Computer technology is exceptionally effective with improving many different areas of an individual’s life. It has been shown to help support or improve:

  • Cognitive development
  • Language skill mastery
  • Academic performance
  • Behavioral changes
  • Abilities to cope with transition and change
  • Social interaction
  • Choice-making skills
  • Facial recognition and the reading of human expression

Individuals with ASD are said to have monotropic interest systems. This means that they function best in stable environments that offer restricted stimuli and clearly defined boundaries, and are not reliant on interpreting text. (Murray, 1997) Practically speaking, the use of technology is especially effective, because hi-tech devices:

  • Rely primarily on visual cues, which are much more effective than auditory cues for individuals with autism
  • Provide as much time as needed for those with processing delays
  • Don’t object to endless repetition, as they are nonjudgmental, infinitely patient, and don’t hold grudges
  • Provide the specific types of stimulation that attract rather than overwhelm individuals with autism
  • Offer large measures of predictability and consistency, compared to the unpredictable nature of human responses
  • Do not send conflicting social interaction cues that are a staple of typical human communication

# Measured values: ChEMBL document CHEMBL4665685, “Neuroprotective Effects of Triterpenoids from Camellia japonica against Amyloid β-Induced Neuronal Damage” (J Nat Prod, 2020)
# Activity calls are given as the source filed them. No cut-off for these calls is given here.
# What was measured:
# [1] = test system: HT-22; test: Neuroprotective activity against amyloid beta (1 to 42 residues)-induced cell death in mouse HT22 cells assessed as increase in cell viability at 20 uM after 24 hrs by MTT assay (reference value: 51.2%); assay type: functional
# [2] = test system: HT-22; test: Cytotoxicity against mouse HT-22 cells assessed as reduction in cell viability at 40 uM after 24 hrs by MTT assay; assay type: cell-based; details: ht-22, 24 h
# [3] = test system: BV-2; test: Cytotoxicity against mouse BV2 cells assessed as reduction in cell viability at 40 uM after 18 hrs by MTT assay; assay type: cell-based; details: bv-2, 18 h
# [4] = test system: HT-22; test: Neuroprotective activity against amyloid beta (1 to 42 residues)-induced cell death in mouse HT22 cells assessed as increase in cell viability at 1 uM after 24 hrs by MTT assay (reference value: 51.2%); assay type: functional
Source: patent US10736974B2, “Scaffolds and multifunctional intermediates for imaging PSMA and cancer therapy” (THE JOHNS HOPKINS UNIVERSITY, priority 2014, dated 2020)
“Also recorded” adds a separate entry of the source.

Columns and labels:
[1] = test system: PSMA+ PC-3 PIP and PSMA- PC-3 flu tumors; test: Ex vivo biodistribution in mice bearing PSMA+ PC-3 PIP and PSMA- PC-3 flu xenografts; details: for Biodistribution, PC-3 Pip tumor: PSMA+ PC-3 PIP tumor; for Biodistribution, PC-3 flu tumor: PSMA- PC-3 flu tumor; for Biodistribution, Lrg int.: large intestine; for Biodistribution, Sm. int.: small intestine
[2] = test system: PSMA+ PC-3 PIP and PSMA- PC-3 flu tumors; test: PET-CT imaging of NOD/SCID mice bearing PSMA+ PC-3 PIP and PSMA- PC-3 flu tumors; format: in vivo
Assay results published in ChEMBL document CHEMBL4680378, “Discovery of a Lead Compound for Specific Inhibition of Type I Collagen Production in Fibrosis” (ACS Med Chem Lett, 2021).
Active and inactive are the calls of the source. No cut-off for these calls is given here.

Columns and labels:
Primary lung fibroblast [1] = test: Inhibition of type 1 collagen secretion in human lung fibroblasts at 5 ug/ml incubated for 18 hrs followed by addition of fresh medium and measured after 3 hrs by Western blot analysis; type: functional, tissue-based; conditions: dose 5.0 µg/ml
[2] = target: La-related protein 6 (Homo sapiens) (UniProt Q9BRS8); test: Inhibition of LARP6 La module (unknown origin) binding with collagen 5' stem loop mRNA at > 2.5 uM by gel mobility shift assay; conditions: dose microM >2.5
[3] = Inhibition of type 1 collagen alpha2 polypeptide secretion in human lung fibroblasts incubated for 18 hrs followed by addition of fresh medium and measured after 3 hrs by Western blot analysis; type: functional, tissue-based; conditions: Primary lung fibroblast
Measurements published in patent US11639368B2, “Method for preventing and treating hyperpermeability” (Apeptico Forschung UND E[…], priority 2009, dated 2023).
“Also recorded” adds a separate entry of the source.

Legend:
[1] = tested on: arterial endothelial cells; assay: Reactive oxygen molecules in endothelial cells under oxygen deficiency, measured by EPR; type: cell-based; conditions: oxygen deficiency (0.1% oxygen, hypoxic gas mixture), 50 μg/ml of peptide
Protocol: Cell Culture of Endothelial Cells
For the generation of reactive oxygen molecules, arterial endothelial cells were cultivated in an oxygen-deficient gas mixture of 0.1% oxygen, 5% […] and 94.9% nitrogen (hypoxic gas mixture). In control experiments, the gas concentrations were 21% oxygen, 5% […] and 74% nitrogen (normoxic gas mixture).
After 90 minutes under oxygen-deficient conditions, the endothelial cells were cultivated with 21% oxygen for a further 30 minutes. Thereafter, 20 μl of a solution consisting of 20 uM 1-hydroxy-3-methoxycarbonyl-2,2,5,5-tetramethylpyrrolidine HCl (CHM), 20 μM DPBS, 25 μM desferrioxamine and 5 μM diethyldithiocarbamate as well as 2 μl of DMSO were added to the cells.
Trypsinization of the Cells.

• Place the user in control

Many parents of children with Autism have continually asserted that their children are far more creative, perceptive, and intelligent than most assume. Computers have proven that they are right. 

The 60 Minutes segment discussed how teachers and parents discovered that the children in their charge had interests, thoughts, and abilities that no one ever knew about until those children were put in front of a computer or iPad. One child had an incredible passion for opera that no one knew about until that child had the opportunity to explore the internet independently. (CBS, 2011)

Currently, software makers are collaborating with specialists in Applied Behavior Analysis (ABA) to create programs specifically for the iPad. These programs are already making the difference in the lives of many. 

Recognized as a highly successful approach to education and behavioral modification, ABA-based interventions are most effective when they are applied one-on-one for a minimum of 40 hours a week. Practical considerations and cost make it a challenge to provide those hours through human support. Researchers have begun to demonstrate that interactive computer programs can be used to supplement training with very effective results. (Grynszpan, Martin, and Nadel, 2007)

Among dozens of applications, a variety of function-specific programs allow individuals with ASD and/or their instructors to: 

  • Create customizable choice boards
  • Practice language skills and overcome both genetic and acquired speech challenges
  • Build and practice vocabulary including meaning and nuance
  • Create pictures, flashcards, storyboards to facilitate communication
  • Develop readily accessible visual schedules
  • Learn to navigate challenging locations in the community
  • Learn about good oral health and ease anxieties around dental visits
  • Develop listening and language skills that are fundamental to learning
  • Practice basic social skills, including verbalization, emotion recognition, and following directions

They also promote the practice and mastery of human skills that are intuitive for most children, but often must be taught to individuals with ASD:

  • Appropriate eye contact